I completely agree with you, JavaScript is currently one of the hottest technologies in town. And to make things even better, JavaScript is native in most browsers, instead of other techniques. I blogged about something like this subject a few months ago, stating that JavaScript will replace all plug in based techniques in the next few years.

  • mdm-adph says:

    No, I work in Ajax.

    Honestly, that's what I've started to tell people now (if they don't say it first). I'm amazed at how quickly the word "Ajax" has directly replaced "JavaScript" or "Web Development" among management that I meet.

    At first, I was weirded out (isn't one just a subset of the other?), but if it keeps the management happy, I'm willing to do it… to a point. πŸ˜€

  • Gunnar says:

    I work with Javascript! Not as much as I did by the time you hang around in our office. But I kind of miss the time when you had to do everything yourself. Nowadays it is hard to get a kick out if it because whatever you try to achieve, you can bet that someone else already have done it. Better.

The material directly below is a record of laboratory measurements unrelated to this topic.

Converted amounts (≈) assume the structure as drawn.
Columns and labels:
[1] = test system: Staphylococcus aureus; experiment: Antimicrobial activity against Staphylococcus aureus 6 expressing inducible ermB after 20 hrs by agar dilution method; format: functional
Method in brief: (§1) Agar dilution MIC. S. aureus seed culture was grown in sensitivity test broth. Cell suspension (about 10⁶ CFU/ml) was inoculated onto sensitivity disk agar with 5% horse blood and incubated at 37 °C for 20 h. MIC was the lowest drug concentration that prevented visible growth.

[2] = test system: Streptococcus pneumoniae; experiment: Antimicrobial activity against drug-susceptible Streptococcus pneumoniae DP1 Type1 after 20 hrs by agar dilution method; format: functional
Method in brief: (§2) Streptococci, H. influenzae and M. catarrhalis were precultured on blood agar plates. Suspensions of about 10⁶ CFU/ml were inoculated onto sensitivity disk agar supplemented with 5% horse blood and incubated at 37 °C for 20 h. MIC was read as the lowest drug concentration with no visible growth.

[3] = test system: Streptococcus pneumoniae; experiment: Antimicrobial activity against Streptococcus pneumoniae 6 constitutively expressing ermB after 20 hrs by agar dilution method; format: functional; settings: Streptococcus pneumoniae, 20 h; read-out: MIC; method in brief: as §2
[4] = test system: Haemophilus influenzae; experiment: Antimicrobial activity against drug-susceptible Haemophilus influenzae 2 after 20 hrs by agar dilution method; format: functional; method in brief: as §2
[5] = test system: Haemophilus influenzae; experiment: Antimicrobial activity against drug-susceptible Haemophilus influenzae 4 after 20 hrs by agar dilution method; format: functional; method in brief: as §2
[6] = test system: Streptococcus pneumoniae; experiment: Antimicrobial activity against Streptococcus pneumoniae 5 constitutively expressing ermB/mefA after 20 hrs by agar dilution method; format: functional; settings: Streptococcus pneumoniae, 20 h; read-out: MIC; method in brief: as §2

I know. It is stupid. But every programmer always feels deep down in his/her heart that their own code is the best.

    And all these libraries… Man.. which is the best?

    But as you say, it is great that Javascript is used more and more and it is considered more serious programming language. Untyped languages are hotter now than before.

    I'm truly looking forward to performing more and more javascript programming!

    ps. If you visit my site, you will not find it interesting. yet. It was created yesterday.

  • I do, and it's my biggest passion for the moment. I love my profession, but let's be honest – all tasks in web interface development and web interaction design aren't funny. It has nothing to about their level of profession, they are just … well known, even boring, after repeatedly finished them many times over and over.

    But, a tricky JavaScript problem can still excite me enough to make me not going home before I'm done. Happens almost every time, last earlier this day.

  • JavaScript is my favourite language, although Ruby has also gotten a place in my heart over the past few years.

    I can't really imagine a time in the next few years, where I will NOT be working with JavaScript on a daily basis.